One handy thing about having young children is that it’s given me a good excuse to knock off work and play with blocks. I love building blocks. I could spend hours just building towers and letting my 2-year-old knock them down. It’s one of the purest delights I know.
For writer Lawrence Weschler, playing with blocks is a big part of his writing process, particularly when he’s working out the structure for a piece:
I procrastinate. I play with blocks. I have lots and lots of blocks, wooden blocks, and you should see the palaces I construct. Not giving the subject the slightest thought. Awash in pure formfulness. Puzzles and revelations surrounding structure. Days pass. Weeks, (Obviously somewhere in the back of my mind, I am sorting out structural issues regarding my writing as well, but not consciously.) At length, palace-building all the while, I begin to thrum around about structural questions in the piece: what if I led instead with X? And, hey, wait, it’s weird, but that P section rhymes with the T, S could go before P, and we could flip M and N. Hmmm. And this sort of thing becomes more and more interesting to me. Presently compellingly interesting. (The polarities reverse, and now the empty page is magnetized north and the rest of the world south: The house is burning down? Who cares.)
In The New New Journalism, he makes a point that his blocks are his own:
These blocks belong to your daughter?
No, my daughter is not allowed to play with these blocks. They are mine.
And what do you do with these blocks?
Well, my wife, who is an important human rights monitor, and my daughter, who has been off at school, will come home and see the elaborate cathedral I’ve built on the kitchen table. And they’ll say, “We see you’ve been busy today.” And I have!
Later, he’s asked how the block palaces he builds actually get translated into writing:
I tape large one-by-three-foot blank sheets together to create a kind of a blotter. I doodle and sketch a lot on the blotter. I make little diagrams to connect things. The point is to lay out and visualize the structures I’ve been thinking through when I was playing with the blocks.
There is something magical that happens when you move things around with your hands — it frees up your mind to think. (Just now I was doing the dishes and came up with the images for a talk I am working on.)
Weschler is not the only creative adult who plays with blocks — so does the designer Tucker Viemiester. When he found out his mom donated his old blocks to Head Start, he made her get them back so that he could have them for himself:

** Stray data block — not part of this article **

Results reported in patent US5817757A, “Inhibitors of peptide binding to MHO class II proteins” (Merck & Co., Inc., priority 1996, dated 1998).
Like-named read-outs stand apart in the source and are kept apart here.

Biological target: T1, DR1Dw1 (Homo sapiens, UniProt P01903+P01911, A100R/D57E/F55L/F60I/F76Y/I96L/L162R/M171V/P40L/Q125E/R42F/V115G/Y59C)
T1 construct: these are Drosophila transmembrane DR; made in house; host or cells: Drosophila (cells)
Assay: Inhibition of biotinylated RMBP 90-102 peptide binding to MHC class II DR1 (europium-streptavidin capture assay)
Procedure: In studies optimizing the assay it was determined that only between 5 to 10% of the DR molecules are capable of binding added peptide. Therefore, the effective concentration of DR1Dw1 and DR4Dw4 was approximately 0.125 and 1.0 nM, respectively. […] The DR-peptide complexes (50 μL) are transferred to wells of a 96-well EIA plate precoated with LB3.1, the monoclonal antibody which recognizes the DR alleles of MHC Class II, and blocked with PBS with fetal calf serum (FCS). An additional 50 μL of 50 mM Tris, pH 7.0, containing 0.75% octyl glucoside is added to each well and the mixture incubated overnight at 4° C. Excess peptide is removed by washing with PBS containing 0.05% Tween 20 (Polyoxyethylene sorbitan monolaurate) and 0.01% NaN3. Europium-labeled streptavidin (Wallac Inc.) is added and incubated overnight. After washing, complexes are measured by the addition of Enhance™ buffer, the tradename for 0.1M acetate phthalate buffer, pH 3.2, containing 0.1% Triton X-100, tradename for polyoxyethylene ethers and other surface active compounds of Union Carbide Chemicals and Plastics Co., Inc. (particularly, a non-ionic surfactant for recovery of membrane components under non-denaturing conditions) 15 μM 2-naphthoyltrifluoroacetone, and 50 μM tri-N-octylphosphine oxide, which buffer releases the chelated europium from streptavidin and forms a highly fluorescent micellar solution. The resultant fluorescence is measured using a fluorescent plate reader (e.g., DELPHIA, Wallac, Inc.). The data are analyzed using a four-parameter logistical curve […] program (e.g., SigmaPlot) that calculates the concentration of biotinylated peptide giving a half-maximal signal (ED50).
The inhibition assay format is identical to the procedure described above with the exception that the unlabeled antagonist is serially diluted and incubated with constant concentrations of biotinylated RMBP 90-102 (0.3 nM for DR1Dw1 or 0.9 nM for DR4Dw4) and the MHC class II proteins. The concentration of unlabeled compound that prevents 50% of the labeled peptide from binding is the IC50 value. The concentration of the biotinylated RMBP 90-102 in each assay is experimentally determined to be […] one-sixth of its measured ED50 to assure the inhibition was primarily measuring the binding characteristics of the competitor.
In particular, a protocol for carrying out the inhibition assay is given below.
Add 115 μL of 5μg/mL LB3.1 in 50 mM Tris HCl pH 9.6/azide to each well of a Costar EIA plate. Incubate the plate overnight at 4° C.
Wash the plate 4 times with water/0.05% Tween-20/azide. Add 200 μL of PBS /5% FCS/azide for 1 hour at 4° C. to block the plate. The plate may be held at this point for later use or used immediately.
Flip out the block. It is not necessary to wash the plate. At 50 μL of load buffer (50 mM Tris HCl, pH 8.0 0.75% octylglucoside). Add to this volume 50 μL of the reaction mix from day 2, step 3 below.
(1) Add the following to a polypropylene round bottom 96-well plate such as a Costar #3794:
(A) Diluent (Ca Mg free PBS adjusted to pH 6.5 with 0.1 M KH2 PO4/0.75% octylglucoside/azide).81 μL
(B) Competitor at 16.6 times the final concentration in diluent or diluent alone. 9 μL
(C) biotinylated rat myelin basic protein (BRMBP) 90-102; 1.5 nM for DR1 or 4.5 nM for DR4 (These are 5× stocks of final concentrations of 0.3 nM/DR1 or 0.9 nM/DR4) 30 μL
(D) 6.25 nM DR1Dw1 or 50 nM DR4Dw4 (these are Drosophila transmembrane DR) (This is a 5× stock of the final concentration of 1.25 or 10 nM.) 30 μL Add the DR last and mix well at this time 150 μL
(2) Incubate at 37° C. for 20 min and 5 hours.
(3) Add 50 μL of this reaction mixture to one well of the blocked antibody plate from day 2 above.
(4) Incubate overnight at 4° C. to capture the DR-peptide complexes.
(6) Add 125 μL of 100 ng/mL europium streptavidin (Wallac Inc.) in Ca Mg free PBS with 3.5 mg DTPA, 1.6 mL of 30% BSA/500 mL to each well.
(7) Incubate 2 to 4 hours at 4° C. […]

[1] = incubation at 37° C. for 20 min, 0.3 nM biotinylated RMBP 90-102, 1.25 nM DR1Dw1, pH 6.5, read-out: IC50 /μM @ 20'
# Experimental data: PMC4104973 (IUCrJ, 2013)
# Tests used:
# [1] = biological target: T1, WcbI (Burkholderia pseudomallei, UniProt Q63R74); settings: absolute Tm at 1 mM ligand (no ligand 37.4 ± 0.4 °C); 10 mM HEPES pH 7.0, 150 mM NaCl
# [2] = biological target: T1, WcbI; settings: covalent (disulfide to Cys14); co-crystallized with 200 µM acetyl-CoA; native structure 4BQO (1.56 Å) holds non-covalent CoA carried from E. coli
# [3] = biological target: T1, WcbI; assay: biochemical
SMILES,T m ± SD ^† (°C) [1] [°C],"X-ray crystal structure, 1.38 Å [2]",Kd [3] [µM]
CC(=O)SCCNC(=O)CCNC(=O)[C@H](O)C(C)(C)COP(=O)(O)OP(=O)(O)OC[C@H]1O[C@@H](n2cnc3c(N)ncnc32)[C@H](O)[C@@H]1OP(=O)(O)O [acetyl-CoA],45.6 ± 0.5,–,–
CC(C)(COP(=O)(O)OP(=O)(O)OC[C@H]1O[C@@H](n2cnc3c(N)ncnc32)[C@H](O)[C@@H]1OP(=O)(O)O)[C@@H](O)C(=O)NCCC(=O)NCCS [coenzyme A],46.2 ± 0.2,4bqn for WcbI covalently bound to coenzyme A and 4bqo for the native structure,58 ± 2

What Mr. Viemeister, who has brought the spirit of fun and practicality to a wealth of products, most famously the Oxo kitchen utensils, values most about the blocks is how plastic they are, even though they are made of wood. With Legos, he said, the play process is more tilted toward a goal: the house or ship or castle that you build and are finished with. The Unit Blocks — with nothing to hold them together, and difficult to move when assembled — encourage a more fluid, open-ended process that is never quite finished and easily started anew.
What’s interesting about building blocks is that they were not always such a commonplace item in the lives of young children. As Norman Brosterman writes in his fantastic book, Inventing Kindergarten, “it is something of a surprise to discover that, like kindergarten itself, they have not been with us forever.”
The kind of children’s blocks we think of today can be traced back to kindergarten’s inventor, Friedrich Fröbel, who included blocks as one of his “gifts” to students. He specifically designed them to be “plastic” in the way that Tucker Viemeister points out makes them so great. Froebel hated the way most kids’ toys and models in the nineteenth century were basically like the packaged pre-destined LEGO kits of today, where there is a “right” way to put them together, a final shape to build step-by-step towards, so he made his block sets pure geometry, “Nonspecific, open-ended, and symbolic.” Here’s a picture of some of the block sets from Inventing Kindergarten:
Later, Caroline Pratt, founder of City and Country School, and author of the great book I Learn From Children, developed the “Unit blocks” we know best today from preschool and kindergarten. She was trying to figure out a good way to bring the world into the classroom. She wanted to help children discover the world by re-building it in miniature.
The Unit blocks were her solution. In Ian Franzier’s introduction to I Learn From Children, he writes:
She had taught manual arts and knew hot to work with wood. From pieces of maple she made sets of building blocks in basic shapes, each shape in proportion with the others so they could adjoin each other in simple multiples…. [They] became the most widely used elementary-level playtime blocks in the country… She couldn’t patent her Unit Blocks — in them she had discovered something too basic to claim, as if she had invented water—but their acceptance by day care centers and nursery and elementary schools is by now close to unanimous.
Frazier points out that the blocks, which were designed to mimic architecture, ended up influencing architecture itself. This is exactly Brosterman’s thesis in Inventing Kindergarten: that kindergarten’s emphasis on geometry and abstraction had a part to play in the beginning of abstract art and modern architecture. (Frank Lloyd Wright, for example, was one of the first generation of students in Froebel-style kindergarten, and fondly remembered his Froebel blocks.)
So, if you’re feeling blocked… buy yourself a set of blocks!
(Above: pages from the Feb 12, 1945 issue of LIFE magazine.)